KNOXVILLE, Tenn. (WATE) — Across the country, Starbucks employees (or partners) have been holding what they call “sip-ins,” a modern-day version of sit-ins during the Civil Rights Movement.

Monday capped off a weekend of sit-ins hosted at three Starbucks locations in Knoxville.

As Starbucks’ partners across the country continue their fight against what they call unfair treatment, and Knoxville employees, supporters and city leaders are joining in.

“This fight’s not over yet,” said Maggie Carter, Knoxville barista and partner organizer. “We’ve decided to organize and mobilize and really show Starbucks that we know our rights. We know that by law, we are allowed to sit across from them and bargain a contract that benefits every partner working in our store.”

Knoxville’s unionization comes amid claims of management issues, staffing shortages, unfair expectations and low pay.

“We are coming in; doing the work of three people,” said Barista Danielle Jones. “One barista is doing the work of three people. We’re not getting the wages we should get. They’ve denied us benefits because we unionized. We’re just slowly wasting away honestly.”

“We see 8.2 billion in profits while we’re scraping by to buy groceries and pay our utility bill in the same paycheck,” said Carter.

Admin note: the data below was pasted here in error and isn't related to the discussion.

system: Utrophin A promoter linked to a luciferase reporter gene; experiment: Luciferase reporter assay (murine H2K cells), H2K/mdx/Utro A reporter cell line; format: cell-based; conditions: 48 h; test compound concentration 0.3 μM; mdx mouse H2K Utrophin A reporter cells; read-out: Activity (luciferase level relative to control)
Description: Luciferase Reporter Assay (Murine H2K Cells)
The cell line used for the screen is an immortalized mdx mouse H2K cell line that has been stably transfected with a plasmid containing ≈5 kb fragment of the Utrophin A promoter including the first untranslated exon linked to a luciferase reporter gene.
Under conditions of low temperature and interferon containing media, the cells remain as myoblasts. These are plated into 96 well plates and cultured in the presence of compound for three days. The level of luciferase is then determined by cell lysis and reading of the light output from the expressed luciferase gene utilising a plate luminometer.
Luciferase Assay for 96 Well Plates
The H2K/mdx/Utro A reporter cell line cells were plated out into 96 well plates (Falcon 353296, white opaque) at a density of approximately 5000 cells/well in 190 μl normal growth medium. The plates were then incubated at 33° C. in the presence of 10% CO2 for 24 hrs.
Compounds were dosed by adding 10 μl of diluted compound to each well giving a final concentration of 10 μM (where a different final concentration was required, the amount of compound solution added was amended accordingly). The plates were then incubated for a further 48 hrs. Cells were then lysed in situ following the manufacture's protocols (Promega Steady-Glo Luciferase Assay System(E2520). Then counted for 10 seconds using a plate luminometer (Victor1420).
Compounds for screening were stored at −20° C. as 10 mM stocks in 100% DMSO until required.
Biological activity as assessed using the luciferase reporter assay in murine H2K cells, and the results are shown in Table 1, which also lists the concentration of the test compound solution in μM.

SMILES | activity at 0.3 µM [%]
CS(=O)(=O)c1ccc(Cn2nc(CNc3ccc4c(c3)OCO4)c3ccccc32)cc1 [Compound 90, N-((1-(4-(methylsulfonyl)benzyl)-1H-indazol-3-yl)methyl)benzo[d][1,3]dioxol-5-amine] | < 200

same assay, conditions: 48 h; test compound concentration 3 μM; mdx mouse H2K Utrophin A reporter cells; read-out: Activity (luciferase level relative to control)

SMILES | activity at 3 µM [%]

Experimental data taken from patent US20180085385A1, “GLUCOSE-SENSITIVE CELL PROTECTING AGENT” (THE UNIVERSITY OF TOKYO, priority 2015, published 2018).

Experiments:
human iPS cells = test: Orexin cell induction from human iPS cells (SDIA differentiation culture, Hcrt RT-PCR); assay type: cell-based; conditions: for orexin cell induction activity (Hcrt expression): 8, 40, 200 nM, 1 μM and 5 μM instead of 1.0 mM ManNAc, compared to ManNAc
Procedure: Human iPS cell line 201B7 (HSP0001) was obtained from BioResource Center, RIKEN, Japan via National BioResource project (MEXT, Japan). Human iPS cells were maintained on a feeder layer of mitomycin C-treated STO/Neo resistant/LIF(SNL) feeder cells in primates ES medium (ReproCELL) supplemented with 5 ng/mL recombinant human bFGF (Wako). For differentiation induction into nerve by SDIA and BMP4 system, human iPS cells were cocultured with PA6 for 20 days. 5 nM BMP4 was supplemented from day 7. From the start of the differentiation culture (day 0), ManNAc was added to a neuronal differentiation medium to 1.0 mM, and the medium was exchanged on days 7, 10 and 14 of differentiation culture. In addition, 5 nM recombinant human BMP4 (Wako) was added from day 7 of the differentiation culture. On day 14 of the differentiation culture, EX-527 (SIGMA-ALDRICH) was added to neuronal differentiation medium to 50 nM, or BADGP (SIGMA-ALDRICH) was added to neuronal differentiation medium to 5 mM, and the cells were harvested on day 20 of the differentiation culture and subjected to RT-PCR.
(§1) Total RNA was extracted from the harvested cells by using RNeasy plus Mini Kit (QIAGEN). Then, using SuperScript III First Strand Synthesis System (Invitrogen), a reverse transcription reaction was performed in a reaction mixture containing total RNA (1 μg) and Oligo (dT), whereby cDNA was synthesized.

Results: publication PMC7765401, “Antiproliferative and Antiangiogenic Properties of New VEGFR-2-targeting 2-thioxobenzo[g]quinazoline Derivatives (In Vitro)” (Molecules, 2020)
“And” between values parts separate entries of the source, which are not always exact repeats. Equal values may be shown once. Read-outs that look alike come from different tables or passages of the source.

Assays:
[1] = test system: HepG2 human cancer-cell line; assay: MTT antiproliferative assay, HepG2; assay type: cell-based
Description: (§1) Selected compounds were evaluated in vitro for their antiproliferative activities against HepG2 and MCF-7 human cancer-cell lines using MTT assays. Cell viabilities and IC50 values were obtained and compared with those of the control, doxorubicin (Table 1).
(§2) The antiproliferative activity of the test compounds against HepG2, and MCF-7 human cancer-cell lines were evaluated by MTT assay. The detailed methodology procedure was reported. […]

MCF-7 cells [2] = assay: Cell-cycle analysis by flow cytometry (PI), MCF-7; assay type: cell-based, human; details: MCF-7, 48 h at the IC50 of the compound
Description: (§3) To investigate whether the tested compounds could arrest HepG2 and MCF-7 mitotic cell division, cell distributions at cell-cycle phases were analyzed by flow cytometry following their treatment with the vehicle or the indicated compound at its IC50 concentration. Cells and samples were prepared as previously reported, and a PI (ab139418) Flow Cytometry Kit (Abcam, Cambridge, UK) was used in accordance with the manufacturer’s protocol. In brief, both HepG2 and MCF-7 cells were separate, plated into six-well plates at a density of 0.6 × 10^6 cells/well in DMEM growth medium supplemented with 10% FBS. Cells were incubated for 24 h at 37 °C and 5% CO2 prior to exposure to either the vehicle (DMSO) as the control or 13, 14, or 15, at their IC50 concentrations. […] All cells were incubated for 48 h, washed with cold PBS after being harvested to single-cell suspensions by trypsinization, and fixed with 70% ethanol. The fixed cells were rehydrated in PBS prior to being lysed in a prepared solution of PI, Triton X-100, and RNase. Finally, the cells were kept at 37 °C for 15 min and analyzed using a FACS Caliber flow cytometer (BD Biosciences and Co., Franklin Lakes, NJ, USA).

Starbucks has responded to the national call for change, including management and staffing issues. The company offers two paths, direct conversations with employees or conversations that include a union.

“I just want to fight for more rights.”

Danielle Jones, Knoxville Barista

Currently, three Knoxville Starbucks have unionized. It was at those three locations that this weekend’s sip-ins were held. The sip-ins were also during Labor Day weekend, a time when workers are acknowledged.

“Celebrate worker power and the power we all have when we organize and take what we deserve from our company and celebrate the solidarity among all of us,” said Carter.

Two weeks ago, a judge ordered Starbucks to reinstate seven workers at a Memphis location who claimed they were wrongly fired in retaliation for their union organizing efforts. Starbucks disputed that argument and said they were fired for breaking safety rules.

The coffee chain also faces a complaint from federal labor regulators claiming Starbucks has been holding back pay raises and benefits from unionized stores. Starbucks is countering with a claim that the Federal Labor Board is improperly coordinating with union organizers.

In March, as the Knoxville union discussion heated up, Starbucks sent WATE a statement from the company’s executive vice president that said in part “…we’ve been clear in our belief that we are better together as partners, without a union between us, and that conviction has not changed.”

Organizers urge those who want to join their partner’s stand to visit the Starbucks locations. Customers are encouraged to order with the name “Solidarity,” “Union strong” or “Union yes.”